The Student Union Building just before the same storm.


And finally, the main library looking out from a second floor window in the Student Union.


All these images link to my Flickr page for optimal viewing. I would like to thank Ani Dela Rosa, a promising photo major, for processing the negatives and teaching me how to scan those negatives into digital images.

Please try to enjoy the pictures, and if you have any advice on how I can the Agfa Optima IIs better, please do not hesitate to comment on this post. I welcome any suggestions, magical or not.
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Reproduction of original Agfa Optima IIs owner's manual available at: http://www.butkus.org/chinon/agfa/agfa_optima_ii_iiis/agfa_optima_ii_iiis.htm

Wednesday, March 31, 2010

Bacterial Sentience? Intelligence? Civilizations?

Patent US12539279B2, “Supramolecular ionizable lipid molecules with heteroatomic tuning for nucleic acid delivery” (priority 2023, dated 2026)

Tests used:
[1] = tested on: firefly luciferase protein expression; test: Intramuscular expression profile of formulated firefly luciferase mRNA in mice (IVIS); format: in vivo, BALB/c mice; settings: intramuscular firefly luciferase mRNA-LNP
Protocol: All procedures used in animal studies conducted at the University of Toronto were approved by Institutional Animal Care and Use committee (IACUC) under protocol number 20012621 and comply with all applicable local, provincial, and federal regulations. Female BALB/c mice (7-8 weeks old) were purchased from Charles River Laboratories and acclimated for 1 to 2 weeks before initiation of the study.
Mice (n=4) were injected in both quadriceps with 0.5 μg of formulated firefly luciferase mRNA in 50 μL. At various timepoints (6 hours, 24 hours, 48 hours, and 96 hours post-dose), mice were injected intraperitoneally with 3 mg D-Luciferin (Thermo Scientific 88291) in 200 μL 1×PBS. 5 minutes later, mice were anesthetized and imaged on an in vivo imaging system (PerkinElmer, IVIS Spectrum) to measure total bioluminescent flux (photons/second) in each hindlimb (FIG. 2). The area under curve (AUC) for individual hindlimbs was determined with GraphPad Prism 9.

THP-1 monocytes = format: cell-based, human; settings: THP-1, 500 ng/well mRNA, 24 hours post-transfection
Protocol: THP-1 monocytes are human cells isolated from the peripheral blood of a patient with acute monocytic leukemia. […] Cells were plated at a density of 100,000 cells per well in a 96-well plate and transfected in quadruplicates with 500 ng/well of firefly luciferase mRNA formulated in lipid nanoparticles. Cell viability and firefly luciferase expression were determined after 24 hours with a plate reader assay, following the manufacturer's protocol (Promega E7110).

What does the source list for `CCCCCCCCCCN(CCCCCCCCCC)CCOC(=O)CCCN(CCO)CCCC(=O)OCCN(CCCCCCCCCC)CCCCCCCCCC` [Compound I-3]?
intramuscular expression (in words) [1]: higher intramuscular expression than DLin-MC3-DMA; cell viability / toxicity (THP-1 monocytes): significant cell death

What counts as “intelligent life” and who (or what) possesses it? These are the central questions raised in Slonczewski’s Children Star. As mentioned in class on 30 April, the difficulty we face in pinning down a definition of “intelligent life” in the novel stems from the author’s use of many different words with overlapping meanings. For example, the novel assumes that intelligent life is sentient, but not all sentient life is intelligent. The characters’ struggle to define intelligent life mirrors our own philosophical and biological struggle to decide what makes life intelligent, or at least sentient. Though sentience is roughly understood in the novel—witness the protesting electric sentients fighting for their civil rights—intelligent life is harder to recognize. Unfortunately for the creatures of Prokaryon, the answer to this question will determine the rest of their lives, intelligent or not.